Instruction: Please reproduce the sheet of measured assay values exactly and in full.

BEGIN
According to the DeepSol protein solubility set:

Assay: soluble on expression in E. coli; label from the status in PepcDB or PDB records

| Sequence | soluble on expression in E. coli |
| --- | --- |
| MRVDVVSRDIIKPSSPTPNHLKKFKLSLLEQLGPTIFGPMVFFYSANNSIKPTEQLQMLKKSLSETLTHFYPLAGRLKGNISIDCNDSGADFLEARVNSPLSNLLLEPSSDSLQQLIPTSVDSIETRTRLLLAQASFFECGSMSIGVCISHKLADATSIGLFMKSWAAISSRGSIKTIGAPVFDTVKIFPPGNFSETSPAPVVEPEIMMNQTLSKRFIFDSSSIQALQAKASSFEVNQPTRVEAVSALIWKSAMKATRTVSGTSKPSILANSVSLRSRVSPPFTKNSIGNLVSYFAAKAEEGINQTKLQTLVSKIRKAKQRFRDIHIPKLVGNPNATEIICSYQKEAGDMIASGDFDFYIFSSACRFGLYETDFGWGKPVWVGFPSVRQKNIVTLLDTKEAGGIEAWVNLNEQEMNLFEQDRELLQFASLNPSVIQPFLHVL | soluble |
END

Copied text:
According to the DeepSol protein solubility set:

Assay: soluble on expression in E. coli; label from the status in PepcDB or PDB records

| Sequence | soluble on expression in E. coli |
| --- | --- |
| MRVDVVSRDIIKPSSPTPNHLKKFKLSLLEQLGPTIFGPMVFFYSANNSIKPTEQLQMLKKSLSETLTHFYPLAGRLKGNISIDCNDSGADFLEARVNSPLSNLLLEPSSDSLQQLIPTSVDSIETRTRLLLAQASFFECGSMSIGVCISHKLADATSIGLFMKSWAAISSRGSIKTIGAPVFDTVKIFPPGNFSETSPAPVVEPEIMMNQTLSKRFIFDSSSIQALQAKASSFEVNQPTRVEAVSALIWKSAMKATRTVSGTSKPSILANSVSLRSRVSPPFTKNSIGNLVSYFAAKAEEGINQTKLQTLVSKIRKAKQRFRDIHIPKLVGNPNATEIICSYQKEAGDMIASGDFDFYIFSSACRFGLYETDFGWGKPVWVGFPSVRQKNIVTLLDTKEAGGIEAWVNLNEQEMNLFEQDRELLQFASLNPSVIQPFLHVL | soluble |